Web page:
Neil Trainis analyses England's first game under Fabio Capello
PUBLISHED: 13:15 07 February 2008 | UPDATED: 14:10 02 July 2010
2008 Getty Images
FRIENDLY matches seldom generate optimism and expectations of taking the world by storm should be quelled but a first look at Fabio Capello s England at Wembley on Wednesday night certainly provided moments of intrigue. Ten minutes before half time, there
FRIENDLY matches seldom generate optimism and expectations of taking the world by storm should be quelled but a first look at Fabio Capello's England at Wembley on Wednesday night certainly provided moments of intrigue.
Ten minutes before half time, there was a glimpse into the future under the pragmatic Italian coach with the designer eyewear, a fleeting taste of the national side's metamorphosis from traditionally direct football team to sophisticated continental-like performers.
Approaching the Switzerland box with purpose and accuracy having strung several passes into feet, the majority of the 86,857 waited in anticipation for an effort on Diego Benaglio's goal.
The Swiss players had got back behind the ball and suffocated the space to deliver a telling through ball or cross though England, still in an advanced position, did not do what every spectator in the stadium, except a certain 61-year-old in a dark overcoat, expected them to do.
With no way through, they worked the ball all the way back to the halfway line and maintained possession, prompting a chorus of boos that rang around the arena. It was as if Capello had smuggled some Italian footballers into Wembley and given them an England strip each.
To the displeasure of many of those who had not only turned up to support the Three Lions but to see how the new coach had impacted on a group of underachieving footballers, their side demonstrated a patience with the ball rarely seen in the history of the national team.
As the ball was worked away from the Swiss area to the back four, it conjured up memories of Capello's great Milan side of the 1990s, the all-conquering side that won four Scudetti and a Champions League with a brand of keep-ball football entwined with bursts of flair.
The reaction of the crowd was understandable, if somewhat predictable. This, after all, is a public that has been brought up on a diet of fast-paced, attacking play prescribed by the Premier League.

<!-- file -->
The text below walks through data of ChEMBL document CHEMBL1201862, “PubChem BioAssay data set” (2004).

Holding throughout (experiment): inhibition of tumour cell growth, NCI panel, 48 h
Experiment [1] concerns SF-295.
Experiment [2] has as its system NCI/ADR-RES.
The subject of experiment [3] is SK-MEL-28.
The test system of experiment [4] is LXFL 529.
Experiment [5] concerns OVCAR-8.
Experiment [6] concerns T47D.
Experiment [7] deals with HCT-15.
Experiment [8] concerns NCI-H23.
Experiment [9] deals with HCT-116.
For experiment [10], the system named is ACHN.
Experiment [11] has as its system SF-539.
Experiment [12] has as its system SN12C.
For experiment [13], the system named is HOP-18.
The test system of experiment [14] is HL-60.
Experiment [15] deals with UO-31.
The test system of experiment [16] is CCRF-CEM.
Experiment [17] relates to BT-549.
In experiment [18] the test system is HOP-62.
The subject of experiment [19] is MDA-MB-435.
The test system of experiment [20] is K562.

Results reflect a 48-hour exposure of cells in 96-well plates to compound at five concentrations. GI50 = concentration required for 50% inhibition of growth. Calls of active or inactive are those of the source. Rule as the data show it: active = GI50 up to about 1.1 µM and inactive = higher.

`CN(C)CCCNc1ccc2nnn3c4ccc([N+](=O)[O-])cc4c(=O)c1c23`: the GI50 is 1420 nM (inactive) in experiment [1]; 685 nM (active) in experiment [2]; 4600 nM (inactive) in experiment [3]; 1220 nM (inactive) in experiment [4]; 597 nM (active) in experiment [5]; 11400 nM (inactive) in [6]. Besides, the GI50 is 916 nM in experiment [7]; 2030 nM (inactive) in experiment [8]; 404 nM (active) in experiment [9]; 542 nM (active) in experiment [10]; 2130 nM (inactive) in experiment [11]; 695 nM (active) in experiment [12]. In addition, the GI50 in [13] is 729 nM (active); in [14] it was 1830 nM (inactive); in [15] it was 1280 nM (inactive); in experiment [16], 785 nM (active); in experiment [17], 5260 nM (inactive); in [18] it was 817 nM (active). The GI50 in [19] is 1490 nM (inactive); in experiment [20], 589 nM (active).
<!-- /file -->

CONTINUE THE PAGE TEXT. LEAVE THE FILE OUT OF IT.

Deeply embedded in the English football psyche is the urge to whack the ball long towards the forwards as quickly as possible and hit the box, often in hope rather than purpose, whenever in promising areas.
England fans have grown up believing this is how the game should be played, regardless of the fact that it has brought the country one major title in the last 42 years.
Capello has his work cut out to convince them that an alteration in the nation's football mentality will bring success. That, of course, would quickly melt away resistance to his methods.
For the time being though, a large proportion of England fans do not regard football as a game of chess requiring discipline, patience and guile. Many of them find that boring. They see it is an intense battle of physical power, determination, passion and fitness.
From a defensive viewpoint, they have been indoctrinated into believing that possession should rarely be maintained in their half of the pitch and never outside their own box. For them, hitting the ball long instead of seeking out a team-mate relieves pressure.
For long periods of the first half, England played like a continental side. They displayed poise in possession in tight spaces and it was only after half time that they began to look like their old selves.
It was almost as if Capello had satisfied himself that they could keep the ball in the opening 45 minutes and told the players in the dressing room during the interval to relax and play a game more familiar to them in the second period.
The 57th minute introduction of Peter Crouch suggests as much. He had a hand in Shaun Wright-Phillips' winner, manufactured in typically English fashion, the striker flicking on a long punt upfield to Wayne Rooney, who found Steven Gerrard, whose cross was converted by the Chelsea man.
If it is Capello's aim to transform the way England play, he undoubtedly realises it should be a gradual process, not an instant one.
It is virtually impossible to draw any conclusions about England's prospects on the basis of one match but the forecast of David Beckham prolonging his international career looked decidedly gloomy.
The boos reserved for England's new-found style of play should have been saved for the Tannoy announcer's declaration of Gerrard as man of the match. That accolade belonged to David Bentley.
Another man who may well have been shifting uncomfortably in his seat, if indeed he was watching, was Arsene Wenger. How the Frenchman must regret allowing the 23-year-old to leave Arsenal in 2006. His loss is Blackburn's gain.
It was a delight to watch the right-sided player spray pass after pass into feet, locate the runs of Rooney with an almost telepathic understanding and unerring accuracy and he rarely wasted possession.
Bentley gave Capello hard evidence at Wembley of England's rejuvenation down the right and a firm reason never to pick the former captain again. Bentley wore Beckham's number seven shirt and, injuries aside, should keep it.
That, along with England's first tentative steps towards an alternative football philosophy, were the features to cling to as Capello began restoring the team's winning mentality.
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